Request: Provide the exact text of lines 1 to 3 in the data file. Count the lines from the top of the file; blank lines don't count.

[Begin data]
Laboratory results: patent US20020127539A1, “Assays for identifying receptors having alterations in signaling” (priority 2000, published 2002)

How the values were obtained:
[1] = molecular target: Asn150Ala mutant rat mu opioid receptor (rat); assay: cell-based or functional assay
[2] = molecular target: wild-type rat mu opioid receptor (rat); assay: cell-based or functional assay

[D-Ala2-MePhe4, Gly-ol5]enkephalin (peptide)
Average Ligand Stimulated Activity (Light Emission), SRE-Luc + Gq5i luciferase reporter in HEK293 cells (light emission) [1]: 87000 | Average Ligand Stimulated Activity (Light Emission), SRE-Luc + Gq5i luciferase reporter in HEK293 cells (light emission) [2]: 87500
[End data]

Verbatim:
Laboratory results: patent US20020127539A1, “Assays for identifying receptors having alterations in signaling” (priority 2000, published 2002)

How the values were obtained:
[1] = molecular target: Asn150Ala mutant rat mu opioid receptor (rat); assay: cell-based or functional assay